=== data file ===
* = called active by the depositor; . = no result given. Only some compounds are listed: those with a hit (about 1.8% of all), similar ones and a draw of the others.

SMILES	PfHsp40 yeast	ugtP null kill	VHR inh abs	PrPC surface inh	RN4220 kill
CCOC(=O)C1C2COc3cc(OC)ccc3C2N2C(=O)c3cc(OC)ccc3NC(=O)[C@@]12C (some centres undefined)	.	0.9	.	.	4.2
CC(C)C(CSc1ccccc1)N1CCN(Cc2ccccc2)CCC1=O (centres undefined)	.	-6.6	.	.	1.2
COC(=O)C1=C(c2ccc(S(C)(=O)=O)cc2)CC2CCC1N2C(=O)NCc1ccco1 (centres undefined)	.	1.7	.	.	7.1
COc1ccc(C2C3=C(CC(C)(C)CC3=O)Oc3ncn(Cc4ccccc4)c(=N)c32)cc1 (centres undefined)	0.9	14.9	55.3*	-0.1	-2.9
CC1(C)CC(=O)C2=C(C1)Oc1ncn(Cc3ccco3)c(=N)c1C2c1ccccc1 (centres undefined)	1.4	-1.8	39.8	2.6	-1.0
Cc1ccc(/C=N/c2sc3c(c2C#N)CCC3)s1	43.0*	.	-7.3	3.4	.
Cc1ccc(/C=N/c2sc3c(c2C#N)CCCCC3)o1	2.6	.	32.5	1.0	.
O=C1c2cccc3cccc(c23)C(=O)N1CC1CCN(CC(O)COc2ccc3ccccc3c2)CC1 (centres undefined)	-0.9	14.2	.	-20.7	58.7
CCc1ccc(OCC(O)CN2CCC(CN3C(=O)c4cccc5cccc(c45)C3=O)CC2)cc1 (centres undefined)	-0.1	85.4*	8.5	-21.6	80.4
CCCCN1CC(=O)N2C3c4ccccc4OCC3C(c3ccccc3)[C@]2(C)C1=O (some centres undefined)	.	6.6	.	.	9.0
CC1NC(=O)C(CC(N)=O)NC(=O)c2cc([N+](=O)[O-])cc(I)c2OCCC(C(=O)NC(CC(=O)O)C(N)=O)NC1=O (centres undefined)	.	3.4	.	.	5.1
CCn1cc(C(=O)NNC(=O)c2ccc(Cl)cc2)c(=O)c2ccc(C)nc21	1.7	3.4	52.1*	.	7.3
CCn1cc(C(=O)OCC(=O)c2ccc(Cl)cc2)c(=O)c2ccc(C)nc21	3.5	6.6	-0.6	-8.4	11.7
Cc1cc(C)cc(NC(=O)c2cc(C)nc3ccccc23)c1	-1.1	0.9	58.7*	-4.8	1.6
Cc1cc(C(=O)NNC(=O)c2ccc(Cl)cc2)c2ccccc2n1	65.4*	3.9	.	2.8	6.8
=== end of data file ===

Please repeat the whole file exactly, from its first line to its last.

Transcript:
* = called active by the depositor; . = no result given. Only some compounds are listed: those with a hit (about 1.8% of all), similar ones and a draw of the others.

SMILES	PfHsp40 yeast	ugtP null kill	VHR inh abs	PrPC surface inh	RN4220 kill
CCOC(=O)C1C2COc3cc(OC)ccc3C2N2C(=O)c3cc(OC)ccc3NC(=O)[C@@]12C (some centres undefined)	.	0.9	.	.	4.2
CC(C)C(CSc1ccccc1)N1CCN(Cc2ccccc2)CCC1=O (centres undefined)	.	-6.6	.	.	1.2
COC(=O)C1=C(c2ccc(S(C)(=O)=O)cc2)CC2CCC1N2C(=O)NCc1ccco1 (centres undefined)	.	1.7	.	.	7.1
COc1ccc(C2C3=C(CC(C)(C)CC3=O)Oc3ncn(Cc4ccccc4)c(=N)c32)cc1 (centres undefined)	0.9	14.9	55.3*	-0.1	-2.9
CC1(C)CC(=O)C2=C(C1)Oc1ncn(Cc3ccco3)c(=N)c1C2c1ccccc1 (centres undefined)	1.4	-1.8	39.8	2.6	-1.0
Cc1ccc(/C=N/c2sc3c(c2C#N)CCC3)s1	43.0*	.	-7.3	3.4	.
Cc1ccc(/C=N/c2sc3c(c2C#N)CCCCC3)o1	2.6	.	32.5	1.0	.
O=C1c2cccc3cccc(c23)C(=O)N1CC1CCN(CC(O)COc2ccc3ccccc3c2)CC1 (centres undefined)	-0.9	14.2	.	-20.7	58.7
CCc1ccc(OCC(O)CN2CCC(CN3C(=O)c4cccc5cccc(c45)C3=O)CC2)cc1 (centres undefined)	-0.1	85.4*	8.5	-21.6	80.4
CCCCN1CC(=O)N2C3c4ccccc4OCC3C(c3ccccc3)[C@]2(C)C1=O (some centres undefined)	.	6.6	.	.	9.0
CC1NC(=O)C(CC(N)=O)NC(=O)c2cc([N+](=O)[O-])cc(I)c2OCCC(C(=O)NC(CC(=O)O)C(N)=O)NC1=O (centres undefined)	.	3.4	.	.	5.1
CCn1cc(C(=O)NNC(=O)c2ccc(Cl)cc2)c(=O)c2ccc(C)nc21	1.7	3.4	52.1*	.	7.3
CCn1cc(C(=O)OCC(=O)c2ccc(Cl)cc2)c(=O)c2ccc(C)nc21	3.5	6.6	-0.6	-8.4	11.7
Cc1cc(C)cc(NC(=O)c2cc(C)nc3ccccc23)c1	-1.1	0.9	58.7*	-4.8	1.6
Cc1cc(C(=O)NNC(=O)c2ccc(Cl)cc2)c2ccccc2n1	65.4*	3.9	.	2.8	6.8